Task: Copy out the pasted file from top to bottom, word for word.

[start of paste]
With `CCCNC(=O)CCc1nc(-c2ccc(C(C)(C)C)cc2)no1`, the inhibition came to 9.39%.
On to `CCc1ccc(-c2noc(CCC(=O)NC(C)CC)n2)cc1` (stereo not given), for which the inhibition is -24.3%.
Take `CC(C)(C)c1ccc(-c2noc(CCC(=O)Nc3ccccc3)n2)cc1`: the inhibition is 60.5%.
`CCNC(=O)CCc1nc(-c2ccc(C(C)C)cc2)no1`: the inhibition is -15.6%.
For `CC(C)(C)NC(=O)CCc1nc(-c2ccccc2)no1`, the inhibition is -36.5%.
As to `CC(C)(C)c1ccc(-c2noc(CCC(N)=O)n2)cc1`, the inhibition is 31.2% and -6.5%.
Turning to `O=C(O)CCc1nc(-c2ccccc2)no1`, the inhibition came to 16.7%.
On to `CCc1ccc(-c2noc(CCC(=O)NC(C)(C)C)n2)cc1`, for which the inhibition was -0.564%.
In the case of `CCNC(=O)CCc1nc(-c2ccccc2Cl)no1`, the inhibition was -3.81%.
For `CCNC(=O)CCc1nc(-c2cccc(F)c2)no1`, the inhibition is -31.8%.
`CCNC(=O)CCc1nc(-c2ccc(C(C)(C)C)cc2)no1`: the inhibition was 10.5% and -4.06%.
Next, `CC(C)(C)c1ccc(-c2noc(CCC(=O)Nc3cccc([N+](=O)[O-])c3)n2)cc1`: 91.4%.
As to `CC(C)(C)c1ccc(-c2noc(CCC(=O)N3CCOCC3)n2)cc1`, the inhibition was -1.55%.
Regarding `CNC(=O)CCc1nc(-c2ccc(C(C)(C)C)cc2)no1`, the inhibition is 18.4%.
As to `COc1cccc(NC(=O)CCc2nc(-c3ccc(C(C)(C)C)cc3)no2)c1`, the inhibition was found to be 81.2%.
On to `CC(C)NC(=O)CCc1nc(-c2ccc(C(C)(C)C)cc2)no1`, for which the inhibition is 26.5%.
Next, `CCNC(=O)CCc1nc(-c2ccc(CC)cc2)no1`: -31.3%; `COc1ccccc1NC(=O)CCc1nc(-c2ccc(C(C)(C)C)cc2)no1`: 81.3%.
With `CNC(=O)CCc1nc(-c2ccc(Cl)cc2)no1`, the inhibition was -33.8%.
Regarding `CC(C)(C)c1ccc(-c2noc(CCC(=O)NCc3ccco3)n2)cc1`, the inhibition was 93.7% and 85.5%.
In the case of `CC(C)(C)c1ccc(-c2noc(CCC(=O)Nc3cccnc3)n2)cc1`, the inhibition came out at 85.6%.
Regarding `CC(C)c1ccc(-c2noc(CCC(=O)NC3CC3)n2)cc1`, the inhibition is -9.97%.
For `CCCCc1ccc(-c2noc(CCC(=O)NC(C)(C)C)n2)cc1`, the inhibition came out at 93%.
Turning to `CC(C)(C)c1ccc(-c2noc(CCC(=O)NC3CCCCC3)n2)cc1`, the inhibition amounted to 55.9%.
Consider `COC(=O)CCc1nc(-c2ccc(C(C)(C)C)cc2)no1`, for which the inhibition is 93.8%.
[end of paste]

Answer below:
With `CCCNC(=O)CCc1nc(-c2ccc(C(C)(C)C)cc2)no1`, the inhibition came to 9.39%.
On to `CCc1ccc(-c2noc(CCC(=O)NC(C)CC)n2)cc1` (stereo not given), for which the inhibition is -24.3%.
Take `CC(C)(C)c1ccc(-c2noc(CCC(=O)Nc3ccccc3)n2)cc1`: the inhibition is 60.5%.
`CCNC(=O)CCc1nc(-c2ccc(C(C)C)cc2)no1`: the inhibition is -15.6%.
For `CC(C)(C)NC(=O)CCc1nc(-c2ccccc2)no1`, the inhibition is -36.5%.
As to `CC(C)(C)c1ccc(-c2noc(CCC(N)=O)n2)cc1`, the inhibition is 31.2% and -6.5%.
Turning to `O=C(O)CCc1nc(-c2ccccc2)no1`, the inhibition came to 16.7%.
On to `CCc1ccc(-c2noc(CCC(=O)NC(C)(C)C)n2)cc1`, for which the inhibition was -0.564%.
In the case of `CCNC(=O)CCc1nc(-c2ccccc2Cl)no1`, the inhibition was -3.81%.
For `CCNC(=O)CCc1nc(-c2cccc(F)c2)no1`, the inhibition is -31.8%.
`CCNC(=O)CCc1nc(-c2ccc(C(C)(C)C)cc2)no1`: the inhibition was 10.5% and -4.06%.
Next, `CC(C)(C)c1ccc(-c2noc(CCC(=O)Nc3cccc([N+](=O)[O-])c3)n2)cc1`: 91.4%.
As to `CC(C)(C)c1ccc(-c2noc(CCC(=O)N3CCOCC3)n2)cc1`, the inhibition was -1.55%.
Regarding `CNC(=O)CCc1nc(-c2ccc(C(C)(C)C)cc2)no1`, the inhibition is 18.4%.
As to `COc1cccc(NC(=O)CCc2nc(-c3ccc(C(C)(C)C)cc3)no2)c1`, the inhibition was found to be 81.2%.
On to `CC(C)NC(=O)CCc1nc(-c2ccc(C(C)(C)C)cc2)no1`, for which the inhibition is 26.5%.
Next, `CCNC(=O)CCc1nc(-c2ccc(CC)cc2)no1`: -31.3%; `COc1ccccc1NC(=O)CCc1nc(-c2ccc(C(C)(C)C)cc2)no1`: 81.3%.
With `CNC(=O)CCc1nc(-c2ccc(Cl)cc2)no1`, the inhibition was -33.8%.
Regarding `CC(C)(C)c1ccc(-c2noc(CCC(=O)NCc3ccco3)n2)cc1`, the inhibition was 93.7% and 85.5%.
In the case of `CC(C)(C)c1ccc(-c2noc(CCC(=O)Nc3cccnc3)n2)cc1`, the inhibition came out at 85.6%.
Regarding `CC(C)c1ccc(-c2noc(CCC(=O)NC3CC3)n2)cc1`, the inhibition is -9.97%.
For `CCCCc1ccc(-c2noc(CCC(=O)NC(C)(C)C)n2)cc1`, the inhibition came out at 93%.
Turning to `CC(C)(C)c1ccc(-c2noc(CCC(=O)NC3CCCCC3)n2)cc1`, the inhibition amounted to 55.9%.
Consider `COC(=O)CCc1nc(-c2ccc(C(C)(C)C)cc2)no1`, for which the inhibition is 93.8%.